Think about all the new concepts that have become household names over the last twenty years. Power Rangers. Buffy The Vampire Slayer. Monster High. Twilight. Harry Potter. Imagine if one of those concepts had made their way into comics. Just one of them could have possibly revived the slumping sales of the comic book industry. But because of the brick wall erected up at the front doors of comic book publishers, most people just have to take their concepts elsewhere.


There are so many people like myself who want to work in the comic book industry. And sadly, most of us wind up taking our work someplace else. I’d like to think if one of us writers or artists had gotten a break maybe one of us would have created that breakthrough character and reached a new generation of readers.


5 comments:

  1. I agree. It seems like in the 1960s and 1970s all you had to was live in New York and then walk down to the Marvel or DC office, and tell them you were interested in a job. If you were a writer they would give you a try out script. If you were an artist then they would look over your samples. But, back then comics were very marginalized, and seen as strictly kiddie fare. Working in the comic book industry was the bottom wrung of the publishing industry, and not exactly a profession you bragged about to your friends without getting a lot of dirty looks. At some point, comics became big business, and thanks to the Superhero movie craze have become mainstream. And, that's the problem. Now-a-days in order to get a job in the comic book industry you need to independently produce (write, draw and publish) your own graphic novel or comic book series. Then hope and pray that your graphic novel or series gets noticed and reviewed. Most of us who want to work in the comic book industry are in a situation where: we can write good stories but can't draw worth shit, and hiring an artist costs a lot of money. So were stuck. The best thing to do is something like what your doing: create a character or characters similar to the one you want to write about (like say Wonder Woman) and tell the stories that you want to tell.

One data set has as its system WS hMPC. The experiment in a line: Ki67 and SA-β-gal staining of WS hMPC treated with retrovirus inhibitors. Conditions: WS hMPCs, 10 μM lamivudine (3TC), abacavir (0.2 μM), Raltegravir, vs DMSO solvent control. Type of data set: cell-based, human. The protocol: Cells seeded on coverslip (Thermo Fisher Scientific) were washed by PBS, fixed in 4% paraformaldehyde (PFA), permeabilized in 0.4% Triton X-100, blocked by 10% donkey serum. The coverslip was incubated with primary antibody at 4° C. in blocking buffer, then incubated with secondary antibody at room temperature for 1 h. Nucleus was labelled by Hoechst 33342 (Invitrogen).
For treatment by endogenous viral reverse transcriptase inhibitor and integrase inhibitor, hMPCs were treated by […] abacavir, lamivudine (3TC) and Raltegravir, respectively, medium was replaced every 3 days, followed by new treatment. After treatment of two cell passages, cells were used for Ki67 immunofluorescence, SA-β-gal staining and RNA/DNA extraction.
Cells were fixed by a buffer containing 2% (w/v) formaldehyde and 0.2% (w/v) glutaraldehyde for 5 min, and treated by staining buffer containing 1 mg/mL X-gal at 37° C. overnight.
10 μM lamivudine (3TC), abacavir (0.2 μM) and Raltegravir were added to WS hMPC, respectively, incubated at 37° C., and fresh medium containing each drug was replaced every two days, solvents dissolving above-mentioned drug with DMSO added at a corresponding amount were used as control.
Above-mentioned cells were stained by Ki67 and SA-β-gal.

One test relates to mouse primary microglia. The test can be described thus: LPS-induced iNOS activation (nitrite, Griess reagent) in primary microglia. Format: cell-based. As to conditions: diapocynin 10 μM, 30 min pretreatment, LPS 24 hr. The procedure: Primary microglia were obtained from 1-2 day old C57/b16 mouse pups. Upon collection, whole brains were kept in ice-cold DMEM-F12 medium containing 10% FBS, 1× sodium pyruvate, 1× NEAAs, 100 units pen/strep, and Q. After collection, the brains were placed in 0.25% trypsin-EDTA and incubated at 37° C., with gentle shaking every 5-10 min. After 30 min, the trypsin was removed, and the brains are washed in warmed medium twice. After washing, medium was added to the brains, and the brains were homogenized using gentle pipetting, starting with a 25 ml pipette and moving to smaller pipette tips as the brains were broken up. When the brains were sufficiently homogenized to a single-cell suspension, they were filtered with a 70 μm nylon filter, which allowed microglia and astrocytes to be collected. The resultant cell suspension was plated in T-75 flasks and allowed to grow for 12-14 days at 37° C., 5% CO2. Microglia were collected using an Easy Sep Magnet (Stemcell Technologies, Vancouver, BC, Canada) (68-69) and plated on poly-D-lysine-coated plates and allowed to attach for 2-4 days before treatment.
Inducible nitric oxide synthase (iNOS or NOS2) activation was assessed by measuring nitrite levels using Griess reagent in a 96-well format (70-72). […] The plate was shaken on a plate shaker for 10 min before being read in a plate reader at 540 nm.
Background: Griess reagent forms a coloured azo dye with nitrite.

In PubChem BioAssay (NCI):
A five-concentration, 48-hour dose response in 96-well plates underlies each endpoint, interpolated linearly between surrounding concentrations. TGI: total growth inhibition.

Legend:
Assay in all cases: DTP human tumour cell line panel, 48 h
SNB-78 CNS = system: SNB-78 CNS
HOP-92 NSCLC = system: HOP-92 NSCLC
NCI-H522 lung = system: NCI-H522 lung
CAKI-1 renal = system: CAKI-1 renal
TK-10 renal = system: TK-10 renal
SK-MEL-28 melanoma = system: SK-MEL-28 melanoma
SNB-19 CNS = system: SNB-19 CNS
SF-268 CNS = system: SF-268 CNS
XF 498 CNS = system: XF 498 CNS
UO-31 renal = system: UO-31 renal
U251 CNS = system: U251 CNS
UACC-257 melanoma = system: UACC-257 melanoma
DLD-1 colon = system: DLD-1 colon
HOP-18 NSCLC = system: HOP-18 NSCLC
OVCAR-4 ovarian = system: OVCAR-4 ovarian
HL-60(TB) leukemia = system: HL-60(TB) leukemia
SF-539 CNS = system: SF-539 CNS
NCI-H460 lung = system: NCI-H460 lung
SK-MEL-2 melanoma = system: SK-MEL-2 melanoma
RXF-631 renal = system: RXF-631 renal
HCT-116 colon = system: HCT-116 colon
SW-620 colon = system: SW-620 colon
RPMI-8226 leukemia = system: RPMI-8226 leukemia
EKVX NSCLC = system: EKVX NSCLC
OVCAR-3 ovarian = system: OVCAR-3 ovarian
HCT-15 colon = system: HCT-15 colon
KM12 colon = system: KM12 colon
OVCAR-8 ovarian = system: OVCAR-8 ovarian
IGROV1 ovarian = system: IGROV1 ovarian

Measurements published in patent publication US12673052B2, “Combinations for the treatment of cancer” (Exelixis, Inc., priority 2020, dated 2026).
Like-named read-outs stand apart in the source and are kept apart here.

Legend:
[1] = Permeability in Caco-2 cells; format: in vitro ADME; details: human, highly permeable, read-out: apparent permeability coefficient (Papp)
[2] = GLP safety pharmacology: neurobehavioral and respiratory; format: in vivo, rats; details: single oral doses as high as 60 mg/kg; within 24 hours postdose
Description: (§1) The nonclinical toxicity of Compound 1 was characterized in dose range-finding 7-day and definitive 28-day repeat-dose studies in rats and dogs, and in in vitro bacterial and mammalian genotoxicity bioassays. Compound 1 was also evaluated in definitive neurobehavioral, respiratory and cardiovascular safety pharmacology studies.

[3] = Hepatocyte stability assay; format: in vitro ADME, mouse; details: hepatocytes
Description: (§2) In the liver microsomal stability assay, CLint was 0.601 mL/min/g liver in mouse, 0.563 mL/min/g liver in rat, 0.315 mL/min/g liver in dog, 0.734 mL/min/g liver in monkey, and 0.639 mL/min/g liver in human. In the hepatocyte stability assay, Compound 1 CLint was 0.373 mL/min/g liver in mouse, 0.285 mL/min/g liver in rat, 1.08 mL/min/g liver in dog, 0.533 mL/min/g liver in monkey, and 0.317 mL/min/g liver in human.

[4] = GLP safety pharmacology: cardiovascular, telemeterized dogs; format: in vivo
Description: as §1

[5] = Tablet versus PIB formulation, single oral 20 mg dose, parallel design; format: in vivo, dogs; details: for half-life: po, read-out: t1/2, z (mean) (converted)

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    1. Adding to my own post: You need to independently produce your own graphic novel or series, then hope it gets noticed and reviewed, and maybe then you will get a call from either DC or Marvel offering you a job.

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  2. Yeah, in the 1970s and early 1980s it was easy to get a job writing comics. Then the 1990's came and...Now we have a brick wall.

    I figure if I were to invest that kind of money and time to make a franchise a hit, I'd just keep the money and keep publishing independently like Eastman and Laird did and then start licensing. I've been self-publishing YA books for about 7 years now and I'd love to branch out and produce an Isis graphic novel. It's one of my lifelong goals. Just have to find the right artist and the money to do it.

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  3. Have you ever thought about doing taking one of your novels and recording it as an audiobook? From your videos, you have a good voice. I think you can put up an audiobook on amazon for free (through one of their subsidies,I think it's call ACX audiobook) and then it's added to audible.com. You have to format the audio files to their guidelines, but you can use a free audio program like Audacity or Ocenaudio to do that.

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  4. I might just do that for a title. But most of my books are first-person revolving narrative.So the female characters may be a bit of a challenge. I'll test chapter out on YouTube to see if there's an audience.